The data collected was used to compute Shannon-Wiener diversity indices and equitability (Krebs 1989, Araújo & Ferraz 2004) as well as other phytosociological parameters (density, frequency, dominance, importance value and total basal area), using the Fitopac software package (Shepherd 1995). Difference between the Shannon-Wiener diversity indices was tested using t test according to Hutcheson (Magurran 1989). Matrixes were prepared for the number of individuals of each species encountered in 2002 (42 species) and 2003 (50 species) in the level (plots 1 to 35), stony (plots 36 to 70), and riparian microhabitats (plots 71 to 105). The floristic-structural similarity between the microhabitats was assessed by cluster analysis techniques, using the Bray-Curtis distance index and the average group link technique (UPGMA). This latter technique permits a greater correlation between the original and the calculated matrixes. This analysis was performed using the PC-ORD4 System program (McCune & Mefford 1999). The causality between these links was tested using the Rand Mat 1.0 program for Windows, with 1000 repetitions of the Monte Carlo test, at a 5% probability level.

Increases or decreases until 50% in population sizes between the two study years were considered "moderate" and above 50%, "drastic", according to Reis (2004). Differences in the number of individuals in the different height and diameter classes, as well as the number of individuals sampled in each microhabitat in different years, were tested for all populations that had 5 or more individuals in at least one of the years through the chi-square test, at 5% probability (Zar 1996).


Results and Discussion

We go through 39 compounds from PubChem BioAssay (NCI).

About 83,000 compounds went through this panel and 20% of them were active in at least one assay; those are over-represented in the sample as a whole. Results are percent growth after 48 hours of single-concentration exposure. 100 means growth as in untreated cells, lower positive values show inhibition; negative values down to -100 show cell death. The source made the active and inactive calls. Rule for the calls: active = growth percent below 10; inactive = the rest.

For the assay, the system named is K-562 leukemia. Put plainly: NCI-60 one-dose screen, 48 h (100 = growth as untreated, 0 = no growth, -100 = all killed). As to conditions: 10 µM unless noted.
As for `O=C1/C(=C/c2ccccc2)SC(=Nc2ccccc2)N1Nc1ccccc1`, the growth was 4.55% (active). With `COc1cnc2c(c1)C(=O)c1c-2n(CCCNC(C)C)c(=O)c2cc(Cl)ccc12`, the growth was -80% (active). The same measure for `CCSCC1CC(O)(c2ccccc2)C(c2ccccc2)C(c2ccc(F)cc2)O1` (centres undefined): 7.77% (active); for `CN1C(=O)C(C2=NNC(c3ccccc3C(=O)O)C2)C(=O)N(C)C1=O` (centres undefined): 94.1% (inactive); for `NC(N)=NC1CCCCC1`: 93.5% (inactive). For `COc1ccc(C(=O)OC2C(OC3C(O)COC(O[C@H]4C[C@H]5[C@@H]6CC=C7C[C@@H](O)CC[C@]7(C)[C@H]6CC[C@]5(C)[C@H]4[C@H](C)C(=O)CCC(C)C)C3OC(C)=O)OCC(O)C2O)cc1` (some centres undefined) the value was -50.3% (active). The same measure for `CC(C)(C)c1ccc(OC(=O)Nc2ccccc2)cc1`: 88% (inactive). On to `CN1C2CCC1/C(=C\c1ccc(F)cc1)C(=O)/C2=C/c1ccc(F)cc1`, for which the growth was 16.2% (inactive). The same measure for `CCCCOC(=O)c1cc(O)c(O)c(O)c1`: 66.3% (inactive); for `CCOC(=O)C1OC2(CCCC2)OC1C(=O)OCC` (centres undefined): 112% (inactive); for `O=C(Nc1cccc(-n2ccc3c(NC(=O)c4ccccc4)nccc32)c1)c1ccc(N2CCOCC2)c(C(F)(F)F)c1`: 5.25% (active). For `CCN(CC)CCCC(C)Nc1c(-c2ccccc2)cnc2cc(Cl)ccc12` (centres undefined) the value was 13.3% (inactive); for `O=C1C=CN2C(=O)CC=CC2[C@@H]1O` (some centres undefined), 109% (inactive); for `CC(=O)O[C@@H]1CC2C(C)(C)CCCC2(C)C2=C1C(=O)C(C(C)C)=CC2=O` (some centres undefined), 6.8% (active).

Annual variations in the structure and regeneration of the herbaceous component – The herbaceous flora was represented by 71 species during the study years, of which 58 species were sampled and 13 were observed near the sample plots. Of this total, 77% (55) were collected in the first year, and 83% (59) collected in the second year. Of these species, 57% (41) were encountered in both years. In 2003, 16 species found were not been observed within the sample plots the previous year (table 1). These results emphasize the fact that short-term studies will not provide a complete view of the "caatinga" herbaceous flora, and confirms the observations of Araújo & Ferraz (2003), Reis (2004) and Araújo et al. (2005b) that part of the biodiversity of this herbaceous component must be considered transitory. The species composing the herbaceous flora were distributed among 35 families and 63 genera. The year 2003 demonstrated the lowest family richness (27), but the largest species richness (table 1). In 2002, a total of 33 plant families were collected. Families with the greatest number of species were: Malvaceae (8 species), Euphorbiaceae (7), Poaceae (6), Convolvulaceae (4), Fabaceae (4), and Portulacaceae (4). These families have shown high diversity within the herbaceous stratum in other "caatinga" surveys (Santos 1987, Carvalho & Marchini 1999, Araújo et al. 2002, Araújo 2003, Feitoza 2004, Silva 2004, Reis 2004, Araújo et al. 2005b).